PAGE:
func =
   (result = Sum[i^2, {i, length}]; If[NumberQ[result], result, Abort[]]),
   {{NumberQ[_], True | False}}

share|improve this answer
Although if you look at the result of CompilePrint, you will see that this is not very efficient, since sum is not compiled, but just called using MainEvaluate. – Ajasja Apr 16 '12 at 8:16

I’m afraid your base assumption here is false, and the sum compiles much better without this call to NumberQ. See:

<< CompiledFunctionTools`;
func = Compile[{{length, _Integer}}, (
    Sum[i^2, {i, 1, length}]

The output of CompilePrint shows that the sum is performed without any call to MainEvaluate, which you absolutely want to avoid if you to compile efficiently.

share|improve this answer
As a side note, this uses the compiled version up to parameters values of around 1870 when, I guess, numerical overflow causes it to switch back to the uncompiled version. – image_doctor Apr 16 '12 at 12:56

Are you definitely sure you need the error checking for NaN inside Compile? The error checking seems to generate very inefficient compiled code. It basically only calls MainEvaluate, so you gain nothing by compiling.

data = Range[1000];
func /@ data; // AbsoluteTiming
func1 /@ data; // AbsoluteTiming

(* ==> {0.1280073, Null} *)

(* ==> {0.0140008, Null} *)

func = 
  Compile[{{length}}, (result = Sum[i^2, {i, length}]; 
    If[NumberQ[result], result, Abort[]]), {{NumberQ[_], 
     True | False}}];
func1 = Compile[{{length, _Integer}}, Sum[i^2, {i, length}]];

data = Range[1000];
d1 = func /@ data; // AbsoluteTiming
d2 = func1 /@ data; // AbsoluteTiming
d1 == d2

(* ==> {0.1160067, Null} *)

(* ==> {0.0140008, Null} *)

(* ==> True *)


==> "
        1 argument
        1 Boolean register
        4 Integer registers
        7 Real registers
        Underflow checking off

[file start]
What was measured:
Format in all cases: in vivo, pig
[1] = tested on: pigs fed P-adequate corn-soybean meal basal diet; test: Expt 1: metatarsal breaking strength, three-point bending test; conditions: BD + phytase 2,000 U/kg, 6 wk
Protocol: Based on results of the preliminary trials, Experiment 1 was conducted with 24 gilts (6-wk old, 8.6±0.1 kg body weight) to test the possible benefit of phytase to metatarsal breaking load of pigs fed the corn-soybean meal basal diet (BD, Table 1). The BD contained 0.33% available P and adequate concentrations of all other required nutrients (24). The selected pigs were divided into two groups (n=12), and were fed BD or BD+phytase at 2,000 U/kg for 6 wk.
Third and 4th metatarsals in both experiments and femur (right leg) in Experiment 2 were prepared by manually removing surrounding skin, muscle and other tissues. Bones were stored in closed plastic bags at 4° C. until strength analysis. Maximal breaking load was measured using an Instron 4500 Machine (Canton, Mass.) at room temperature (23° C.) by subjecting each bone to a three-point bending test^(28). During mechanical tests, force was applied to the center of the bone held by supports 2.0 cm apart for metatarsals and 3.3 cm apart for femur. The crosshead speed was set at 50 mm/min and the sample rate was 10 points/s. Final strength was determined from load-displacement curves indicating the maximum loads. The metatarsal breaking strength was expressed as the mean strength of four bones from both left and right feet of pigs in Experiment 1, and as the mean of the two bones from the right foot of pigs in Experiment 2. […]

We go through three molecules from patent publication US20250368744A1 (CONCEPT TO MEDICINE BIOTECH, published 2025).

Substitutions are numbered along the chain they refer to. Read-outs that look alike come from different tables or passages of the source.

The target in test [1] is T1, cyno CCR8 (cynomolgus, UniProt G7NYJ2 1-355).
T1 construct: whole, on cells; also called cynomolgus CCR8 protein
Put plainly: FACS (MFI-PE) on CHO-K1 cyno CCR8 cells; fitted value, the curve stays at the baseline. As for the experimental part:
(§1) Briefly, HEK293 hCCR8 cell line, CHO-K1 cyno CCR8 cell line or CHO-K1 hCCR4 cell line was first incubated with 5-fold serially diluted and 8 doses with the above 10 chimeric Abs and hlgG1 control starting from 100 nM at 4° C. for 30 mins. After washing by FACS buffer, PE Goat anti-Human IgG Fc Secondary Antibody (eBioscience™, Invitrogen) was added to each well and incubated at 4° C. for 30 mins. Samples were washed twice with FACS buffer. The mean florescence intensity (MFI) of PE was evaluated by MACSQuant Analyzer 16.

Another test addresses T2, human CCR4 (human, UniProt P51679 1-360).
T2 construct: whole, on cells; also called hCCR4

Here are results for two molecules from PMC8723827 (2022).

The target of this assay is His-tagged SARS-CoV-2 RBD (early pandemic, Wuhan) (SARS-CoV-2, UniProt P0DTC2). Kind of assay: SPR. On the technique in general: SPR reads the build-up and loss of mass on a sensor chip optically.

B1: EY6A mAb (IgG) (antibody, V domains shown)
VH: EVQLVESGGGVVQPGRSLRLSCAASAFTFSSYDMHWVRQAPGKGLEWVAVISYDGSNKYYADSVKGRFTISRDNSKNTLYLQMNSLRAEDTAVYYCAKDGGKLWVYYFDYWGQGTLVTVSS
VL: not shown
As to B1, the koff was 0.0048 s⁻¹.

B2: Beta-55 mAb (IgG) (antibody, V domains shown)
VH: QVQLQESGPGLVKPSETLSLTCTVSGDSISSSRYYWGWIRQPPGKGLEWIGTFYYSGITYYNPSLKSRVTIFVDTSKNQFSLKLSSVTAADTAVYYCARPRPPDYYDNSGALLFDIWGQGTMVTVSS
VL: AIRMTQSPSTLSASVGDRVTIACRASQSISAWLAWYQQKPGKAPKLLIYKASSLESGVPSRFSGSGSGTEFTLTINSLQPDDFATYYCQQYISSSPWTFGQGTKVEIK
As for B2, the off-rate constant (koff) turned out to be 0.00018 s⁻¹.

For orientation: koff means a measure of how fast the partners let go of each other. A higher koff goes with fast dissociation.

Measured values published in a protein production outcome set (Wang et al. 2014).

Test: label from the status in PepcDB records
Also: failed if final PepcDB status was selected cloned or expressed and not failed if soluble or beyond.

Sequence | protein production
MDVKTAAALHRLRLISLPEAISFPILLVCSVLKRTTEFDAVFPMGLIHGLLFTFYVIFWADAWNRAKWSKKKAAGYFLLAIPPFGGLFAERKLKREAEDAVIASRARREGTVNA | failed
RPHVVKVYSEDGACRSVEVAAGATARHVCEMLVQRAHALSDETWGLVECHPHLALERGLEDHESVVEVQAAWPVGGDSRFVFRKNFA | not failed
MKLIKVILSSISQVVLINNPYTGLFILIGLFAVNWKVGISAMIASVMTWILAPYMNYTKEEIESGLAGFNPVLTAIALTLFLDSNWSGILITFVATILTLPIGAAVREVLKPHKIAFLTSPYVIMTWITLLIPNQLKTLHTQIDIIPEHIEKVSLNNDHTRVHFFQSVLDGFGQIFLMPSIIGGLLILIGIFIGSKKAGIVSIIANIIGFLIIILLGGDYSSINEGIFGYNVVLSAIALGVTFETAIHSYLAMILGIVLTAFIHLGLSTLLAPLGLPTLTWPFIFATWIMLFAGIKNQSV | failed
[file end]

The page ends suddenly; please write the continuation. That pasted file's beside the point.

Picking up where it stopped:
Overflow checking off
        Integer overflow checking on
        RuntimeAttributes -> {}

        R0 = A1
        I1 = 0
        R3 = 0.
        Result = R2

1   V17 = MainEvaluate[                                  2
Function[{length}, result = Sum[i , {i, length}]][ R0]]
2   B0 = MainEvaluate[ Function[{length}, NumberQ[result]][ R0]]
3   if[ !B0] goto 7
4   R5 = MainEvaluate[ Function[{length}, result][ R0]]
5   R2 = R5
6   goto 9
7   R1 = MainEvaluate[ Function[{length}, Abort[]][ R0]]
8   R2 = R1
9   Return

==> "
        1 argument
        9 Integer registers
        Underflow checking off
        Overflow checking off
        Integer overflow checking on
        RuntimeAttributes -> {}

        I0 = A1
        I3 = 0
        Result = I4

1   I4 = I3
2   I5 = I0
3   I7 = I3
4   goto 8
5   I6 = Square[ I7]
6   I8 = I4 + I6
7   I4 = I8
8   if[ ++ I7 < I5] goto 5
9   Return

So my recommendation is to skip the check (what could generate the NaN in such a simple sum anyway?) or check for NaN values outside the compiled function.

share|improve this answer
But when I run your "func1" the result I get is Null. At the moment I use the Return[] statement it falls back to the uncompiled version because "the return types in the Sum statement are different (Compile::cret)"... – Petr Apr 16 '12 at 9:39
Works fine for me. func1[55] returns 56980. Which mma version are you using? – Ajasja Apr 16 '12 at 10:48